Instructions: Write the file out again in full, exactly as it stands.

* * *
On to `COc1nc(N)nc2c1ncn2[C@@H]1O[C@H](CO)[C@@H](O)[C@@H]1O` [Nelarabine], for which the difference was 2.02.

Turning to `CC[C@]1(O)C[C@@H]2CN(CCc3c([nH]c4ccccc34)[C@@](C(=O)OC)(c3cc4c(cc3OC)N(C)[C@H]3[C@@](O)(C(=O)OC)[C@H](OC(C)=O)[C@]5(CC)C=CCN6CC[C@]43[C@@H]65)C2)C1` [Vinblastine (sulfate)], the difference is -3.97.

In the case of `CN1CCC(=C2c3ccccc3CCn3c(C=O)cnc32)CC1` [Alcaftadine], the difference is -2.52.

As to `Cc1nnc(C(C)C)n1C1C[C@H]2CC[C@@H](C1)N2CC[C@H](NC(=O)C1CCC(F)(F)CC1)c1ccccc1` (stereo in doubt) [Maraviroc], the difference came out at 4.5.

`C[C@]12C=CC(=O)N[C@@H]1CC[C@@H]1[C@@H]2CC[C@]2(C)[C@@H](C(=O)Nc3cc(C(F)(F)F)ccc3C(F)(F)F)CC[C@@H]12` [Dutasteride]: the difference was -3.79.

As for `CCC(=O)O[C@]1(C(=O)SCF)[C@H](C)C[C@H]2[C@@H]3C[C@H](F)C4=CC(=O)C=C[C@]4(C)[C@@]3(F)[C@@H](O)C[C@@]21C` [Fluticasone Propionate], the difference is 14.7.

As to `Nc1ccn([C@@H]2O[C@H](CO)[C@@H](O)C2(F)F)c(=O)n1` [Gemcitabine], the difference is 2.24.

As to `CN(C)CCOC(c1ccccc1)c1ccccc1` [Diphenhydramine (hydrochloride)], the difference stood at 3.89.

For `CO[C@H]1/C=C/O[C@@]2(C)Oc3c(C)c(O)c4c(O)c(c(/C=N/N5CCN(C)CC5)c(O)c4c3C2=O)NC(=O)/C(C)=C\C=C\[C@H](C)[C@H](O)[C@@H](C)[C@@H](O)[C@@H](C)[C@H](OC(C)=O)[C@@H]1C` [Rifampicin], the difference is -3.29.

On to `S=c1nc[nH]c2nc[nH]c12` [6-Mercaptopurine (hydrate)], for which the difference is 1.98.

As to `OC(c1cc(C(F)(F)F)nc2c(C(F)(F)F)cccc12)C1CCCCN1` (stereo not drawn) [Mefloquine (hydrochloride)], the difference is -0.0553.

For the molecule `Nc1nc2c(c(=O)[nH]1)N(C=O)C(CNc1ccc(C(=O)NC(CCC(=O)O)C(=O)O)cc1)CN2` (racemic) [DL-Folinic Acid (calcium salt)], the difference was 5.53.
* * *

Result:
On to `COc1nc(N)nc2c1ncn2[C@@H]1O[C@H](CO)[C@@H](O)[C@@H]1O` [Nelarabine], for which the difference was 2.02.

Turning to `CC[C@]1(O)C[C@@H]2CN(CCc3c([nH]c4ccccc34)[C@@](C(=O)OC)(c3cc4c(cc3OC)N(C)[C@H]3[C@@](O)(C(=O)OC)[C@H](OC(C)=O)[C@]5(CC)C=CCN6CC[C@]43[C@@H]65)C2)C1` [Vinblastine (sulfate)], the difference is -3.97.

In the case of `CN1CCC(=C2c3ccccc3CCn3c(C=O)cnc32)CC1` [Alcaftadine], the difference is -2.52.

As to `Cc1nnc(C(C)C)n1C1C[C@H]2CC[C@@H](C1)N2CC[C@H](NC(=O)C1CCC(F)(F)CC1)c1ccccc1` (stereo in doubt) [Maraviroc], the difference came out at 4.5.

`C[C@]12C=CC(=O)N[C@@H]1CC[C@@H]1[C@@H]2CC[C@]2(C)[C@@H](C(=O)Nc3cc(C(F)(F)F)ccc3C(F)(F)F)CC[C@@H]12` [Dutasteride]: the difference was -3.79.

As for `CCC(=O)O[C@]1(C(=O)SCF)[C@H](C)C[C@H]2[C@@H]3C[C@H](F)C4=CC(=O)C=C[C@]4(C)[C@@]3(F)[C@@H](O)C[C@@]21C` [Fluticasone Propionate], the difference is 14.7.

As to `Nc1ccn([C@@H]2O[C@H](CO)[C@@H](O)C2(F)F)c(=O)n1` [Gemcitabine], the difference is 2.24.

As to `CN(C)CCOC(c1ccccc1)c1ccccc1` [Diphenhydramine (hydrochloride)], the difference stood at 3.89.

For `CO[C@H]1/C=C/O[C@@]2(C)Oc3c(C)c(O)c4c(O)c(c(/C=N/N5CCN(C)CC5)c(O)c4c3C2=O)NC(=O)/C(C)=C\C=C\[C@H](C)[C@H](O)[C@@H](C)[C@@H](O)[C@@H](C)[C@H](OC(C)=O)[C@@H]1C` [Rifampicin], the difference is -3.29.

On to `S=c1nc[nH]c2nc[nH]c12` [6-Mercaptopurine (hydrate)], for which the difference is 1.98.

As to `OC(c1cc(C(F)(F)F)nc2c(C(F)(F)F)cccc12)C1CCCCN1` (stereo not drawn) [Mefloquine (hydrochloride)], the difference is -0.0553.

For the molecule `Nc1nc2c(c(=O)[nH]1)N(C=O)C(CNc1ccc(C(=O)NC(CCC(=O)O)C(=O)O)cc1)CN2` (racemic) [DL-Folinic Acid (calcium salt)], the difference was 5.53.